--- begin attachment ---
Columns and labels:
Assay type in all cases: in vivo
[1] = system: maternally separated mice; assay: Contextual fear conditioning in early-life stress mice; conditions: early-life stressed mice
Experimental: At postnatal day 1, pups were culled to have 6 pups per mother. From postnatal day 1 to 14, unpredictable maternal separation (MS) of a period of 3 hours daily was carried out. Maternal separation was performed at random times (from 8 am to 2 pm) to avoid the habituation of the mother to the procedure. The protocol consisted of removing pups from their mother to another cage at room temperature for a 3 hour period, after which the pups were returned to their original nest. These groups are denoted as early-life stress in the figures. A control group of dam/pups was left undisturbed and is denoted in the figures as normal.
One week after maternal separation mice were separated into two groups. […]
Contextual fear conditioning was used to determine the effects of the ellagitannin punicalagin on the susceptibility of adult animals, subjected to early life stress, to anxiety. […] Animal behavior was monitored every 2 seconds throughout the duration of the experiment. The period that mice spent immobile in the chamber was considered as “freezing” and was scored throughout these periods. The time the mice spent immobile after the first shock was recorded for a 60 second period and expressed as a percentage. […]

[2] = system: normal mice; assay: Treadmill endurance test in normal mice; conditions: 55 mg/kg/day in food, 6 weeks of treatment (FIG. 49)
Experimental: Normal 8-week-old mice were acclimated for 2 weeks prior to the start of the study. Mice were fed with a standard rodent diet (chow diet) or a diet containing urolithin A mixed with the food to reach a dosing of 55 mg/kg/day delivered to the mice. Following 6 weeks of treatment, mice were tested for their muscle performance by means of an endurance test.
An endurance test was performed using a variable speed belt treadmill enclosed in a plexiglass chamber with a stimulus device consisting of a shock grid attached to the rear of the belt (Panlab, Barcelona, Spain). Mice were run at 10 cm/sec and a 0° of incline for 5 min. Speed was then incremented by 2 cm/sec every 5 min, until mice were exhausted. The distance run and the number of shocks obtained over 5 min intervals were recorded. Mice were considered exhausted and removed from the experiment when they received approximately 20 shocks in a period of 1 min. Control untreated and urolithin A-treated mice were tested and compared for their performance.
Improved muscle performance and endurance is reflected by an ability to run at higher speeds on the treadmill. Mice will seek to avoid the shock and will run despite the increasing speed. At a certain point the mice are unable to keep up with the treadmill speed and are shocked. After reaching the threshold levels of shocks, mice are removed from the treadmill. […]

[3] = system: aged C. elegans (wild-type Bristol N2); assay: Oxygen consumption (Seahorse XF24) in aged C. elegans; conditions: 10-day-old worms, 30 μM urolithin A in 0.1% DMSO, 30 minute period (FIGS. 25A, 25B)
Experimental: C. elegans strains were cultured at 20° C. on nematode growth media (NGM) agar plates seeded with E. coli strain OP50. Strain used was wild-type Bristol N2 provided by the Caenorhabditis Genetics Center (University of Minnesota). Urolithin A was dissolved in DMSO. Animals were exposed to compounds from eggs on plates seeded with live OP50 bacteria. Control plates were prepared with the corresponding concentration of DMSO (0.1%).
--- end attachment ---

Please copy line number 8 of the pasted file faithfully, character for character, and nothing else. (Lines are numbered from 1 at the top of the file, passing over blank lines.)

Experimental: Normal 8-week-old mice were acclimated for 2 weeks prior to the start of the study. Mice were fed with a standard rodent diet (chow diet) or a diet containing urolithin A mixed with the food to reach a dosing of 55 mg/kg/day delivered to the mice. Following 6 weeks of treatment, mice were tested for their muscle performance by means of an endurance test.